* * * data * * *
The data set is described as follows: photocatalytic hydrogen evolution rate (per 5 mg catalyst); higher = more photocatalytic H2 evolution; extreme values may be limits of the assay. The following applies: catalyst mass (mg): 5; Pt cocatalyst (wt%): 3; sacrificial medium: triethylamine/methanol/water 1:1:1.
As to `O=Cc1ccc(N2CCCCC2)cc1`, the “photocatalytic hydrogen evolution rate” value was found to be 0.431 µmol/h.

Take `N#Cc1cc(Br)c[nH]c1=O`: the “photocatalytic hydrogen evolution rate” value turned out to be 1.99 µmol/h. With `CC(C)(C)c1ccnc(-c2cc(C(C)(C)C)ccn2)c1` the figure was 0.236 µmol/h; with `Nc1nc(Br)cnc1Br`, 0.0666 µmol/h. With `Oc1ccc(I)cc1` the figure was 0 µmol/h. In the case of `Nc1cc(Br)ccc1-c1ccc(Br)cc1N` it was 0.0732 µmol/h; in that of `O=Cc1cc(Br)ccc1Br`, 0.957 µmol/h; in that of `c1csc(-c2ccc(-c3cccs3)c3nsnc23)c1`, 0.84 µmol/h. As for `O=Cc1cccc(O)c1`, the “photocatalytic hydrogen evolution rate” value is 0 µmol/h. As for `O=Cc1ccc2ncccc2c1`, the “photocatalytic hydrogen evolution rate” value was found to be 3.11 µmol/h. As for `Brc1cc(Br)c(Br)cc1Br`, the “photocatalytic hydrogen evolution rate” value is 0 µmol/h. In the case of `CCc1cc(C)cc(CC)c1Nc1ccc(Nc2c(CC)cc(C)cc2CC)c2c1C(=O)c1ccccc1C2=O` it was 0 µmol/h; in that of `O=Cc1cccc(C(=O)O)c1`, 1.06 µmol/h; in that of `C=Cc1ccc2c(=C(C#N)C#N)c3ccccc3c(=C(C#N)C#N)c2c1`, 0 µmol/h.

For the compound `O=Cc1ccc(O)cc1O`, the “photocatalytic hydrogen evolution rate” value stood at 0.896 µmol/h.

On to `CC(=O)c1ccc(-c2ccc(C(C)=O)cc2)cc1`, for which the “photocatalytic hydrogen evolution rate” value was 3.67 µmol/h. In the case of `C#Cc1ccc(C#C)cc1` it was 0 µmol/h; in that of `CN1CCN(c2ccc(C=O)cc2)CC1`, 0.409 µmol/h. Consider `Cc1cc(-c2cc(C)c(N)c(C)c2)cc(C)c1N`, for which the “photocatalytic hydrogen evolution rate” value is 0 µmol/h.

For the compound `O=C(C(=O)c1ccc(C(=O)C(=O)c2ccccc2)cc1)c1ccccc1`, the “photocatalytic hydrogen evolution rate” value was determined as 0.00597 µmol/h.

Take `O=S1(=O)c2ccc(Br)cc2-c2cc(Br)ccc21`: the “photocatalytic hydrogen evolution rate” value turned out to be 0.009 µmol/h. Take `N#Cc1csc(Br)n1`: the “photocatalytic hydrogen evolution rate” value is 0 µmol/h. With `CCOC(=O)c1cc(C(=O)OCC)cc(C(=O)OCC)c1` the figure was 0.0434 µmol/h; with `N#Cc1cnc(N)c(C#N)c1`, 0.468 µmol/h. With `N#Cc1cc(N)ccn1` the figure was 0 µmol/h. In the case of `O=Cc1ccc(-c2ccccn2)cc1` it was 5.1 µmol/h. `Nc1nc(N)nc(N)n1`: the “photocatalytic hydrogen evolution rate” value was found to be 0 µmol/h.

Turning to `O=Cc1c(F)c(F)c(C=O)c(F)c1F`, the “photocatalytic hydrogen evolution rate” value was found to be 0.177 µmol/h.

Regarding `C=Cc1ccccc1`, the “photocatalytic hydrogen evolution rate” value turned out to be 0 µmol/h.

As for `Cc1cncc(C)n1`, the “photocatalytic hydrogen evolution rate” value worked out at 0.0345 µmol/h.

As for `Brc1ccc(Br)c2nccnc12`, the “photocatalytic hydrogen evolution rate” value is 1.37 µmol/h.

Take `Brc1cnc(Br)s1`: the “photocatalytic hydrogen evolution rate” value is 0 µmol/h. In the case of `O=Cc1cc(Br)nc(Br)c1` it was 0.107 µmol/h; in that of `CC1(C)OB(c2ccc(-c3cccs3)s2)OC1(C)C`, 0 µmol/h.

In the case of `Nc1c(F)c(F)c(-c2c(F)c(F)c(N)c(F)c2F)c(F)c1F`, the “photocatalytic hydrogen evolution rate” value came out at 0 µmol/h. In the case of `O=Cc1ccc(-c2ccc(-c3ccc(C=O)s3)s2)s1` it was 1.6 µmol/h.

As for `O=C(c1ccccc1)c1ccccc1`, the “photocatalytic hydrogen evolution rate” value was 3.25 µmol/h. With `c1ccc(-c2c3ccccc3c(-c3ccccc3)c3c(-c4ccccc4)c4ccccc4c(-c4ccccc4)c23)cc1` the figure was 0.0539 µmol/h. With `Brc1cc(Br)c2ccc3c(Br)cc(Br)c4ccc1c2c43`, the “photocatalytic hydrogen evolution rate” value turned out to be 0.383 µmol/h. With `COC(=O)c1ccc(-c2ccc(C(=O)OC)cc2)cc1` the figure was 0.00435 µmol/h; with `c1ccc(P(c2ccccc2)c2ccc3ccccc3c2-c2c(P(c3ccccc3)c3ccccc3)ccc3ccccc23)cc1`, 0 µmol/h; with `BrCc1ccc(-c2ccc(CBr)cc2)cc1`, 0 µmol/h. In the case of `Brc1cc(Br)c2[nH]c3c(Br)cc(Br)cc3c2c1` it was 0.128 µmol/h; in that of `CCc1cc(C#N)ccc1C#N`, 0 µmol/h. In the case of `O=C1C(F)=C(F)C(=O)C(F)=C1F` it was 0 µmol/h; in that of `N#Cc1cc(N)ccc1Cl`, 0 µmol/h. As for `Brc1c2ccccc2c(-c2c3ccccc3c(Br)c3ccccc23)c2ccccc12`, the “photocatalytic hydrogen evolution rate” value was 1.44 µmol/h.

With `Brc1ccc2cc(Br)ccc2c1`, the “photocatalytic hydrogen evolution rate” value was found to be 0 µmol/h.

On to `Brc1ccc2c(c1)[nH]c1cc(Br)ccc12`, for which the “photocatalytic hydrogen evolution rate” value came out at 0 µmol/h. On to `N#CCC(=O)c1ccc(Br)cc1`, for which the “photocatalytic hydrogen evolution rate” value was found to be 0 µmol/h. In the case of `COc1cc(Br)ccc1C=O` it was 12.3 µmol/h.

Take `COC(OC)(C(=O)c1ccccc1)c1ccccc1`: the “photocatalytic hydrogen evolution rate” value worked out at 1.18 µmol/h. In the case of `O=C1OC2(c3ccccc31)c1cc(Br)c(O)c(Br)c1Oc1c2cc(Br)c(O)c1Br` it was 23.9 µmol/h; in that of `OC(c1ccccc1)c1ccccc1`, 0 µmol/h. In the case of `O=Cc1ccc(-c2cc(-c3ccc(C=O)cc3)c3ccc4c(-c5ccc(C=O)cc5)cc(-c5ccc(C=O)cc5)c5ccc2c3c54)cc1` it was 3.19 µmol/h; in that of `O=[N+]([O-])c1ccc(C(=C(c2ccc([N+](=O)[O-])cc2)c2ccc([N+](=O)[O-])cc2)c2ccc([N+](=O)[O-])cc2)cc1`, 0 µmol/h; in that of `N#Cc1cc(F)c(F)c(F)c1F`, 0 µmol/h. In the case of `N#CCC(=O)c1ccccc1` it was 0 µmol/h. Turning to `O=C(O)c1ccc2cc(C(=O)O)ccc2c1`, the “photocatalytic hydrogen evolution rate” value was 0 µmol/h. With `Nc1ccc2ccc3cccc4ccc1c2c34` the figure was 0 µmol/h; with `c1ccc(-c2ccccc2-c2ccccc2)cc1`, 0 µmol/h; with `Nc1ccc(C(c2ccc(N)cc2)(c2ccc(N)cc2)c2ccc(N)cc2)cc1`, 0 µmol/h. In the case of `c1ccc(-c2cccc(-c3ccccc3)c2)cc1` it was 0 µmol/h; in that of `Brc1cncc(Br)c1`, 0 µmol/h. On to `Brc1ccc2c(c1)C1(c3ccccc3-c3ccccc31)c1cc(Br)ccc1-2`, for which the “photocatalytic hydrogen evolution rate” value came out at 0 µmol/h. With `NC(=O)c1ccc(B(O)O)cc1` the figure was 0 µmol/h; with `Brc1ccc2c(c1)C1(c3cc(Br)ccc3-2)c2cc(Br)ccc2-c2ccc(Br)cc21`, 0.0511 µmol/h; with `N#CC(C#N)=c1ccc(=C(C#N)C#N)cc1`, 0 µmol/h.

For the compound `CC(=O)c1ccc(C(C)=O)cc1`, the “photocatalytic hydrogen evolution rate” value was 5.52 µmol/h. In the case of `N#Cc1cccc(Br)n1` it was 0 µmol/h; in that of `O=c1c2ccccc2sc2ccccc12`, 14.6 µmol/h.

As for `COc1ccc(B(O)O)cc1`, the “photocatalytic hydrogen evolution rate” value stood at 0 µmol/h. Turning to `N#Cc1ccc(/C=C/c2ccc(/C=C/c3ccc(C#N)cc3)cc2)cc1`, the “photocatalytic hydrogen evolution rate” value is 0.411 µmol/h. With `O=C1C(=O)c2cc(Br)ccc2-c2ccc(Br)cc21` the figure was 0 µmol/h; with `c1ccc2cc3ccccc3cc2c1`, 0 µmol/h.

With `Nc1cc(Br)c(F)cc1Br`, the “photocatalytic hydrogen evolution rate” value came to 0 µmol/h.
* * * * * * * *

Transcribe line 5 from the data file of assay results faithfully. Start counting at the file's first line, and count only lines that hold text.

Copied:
On to `CC(=O)c1ccc(-c2ccc(C(C)=O)cc2)cc1`, for which the “photocatalytic hydrogen evolution rate” value was 3.67 µmol/h. In the case of `C#Cc1ccc(C#C)cc1` it was 0 µmol/h; in that of `CN1CCN(c2ccc(C=O)cc2)CC1`, 0.409 µmol/h. Consider `Cc1cc(-c2cc(C)c(N)c(C)c2)cc(C)c1N`, for which the “photocatalytic hydrogen evolution rate” value is 0 µmol/h.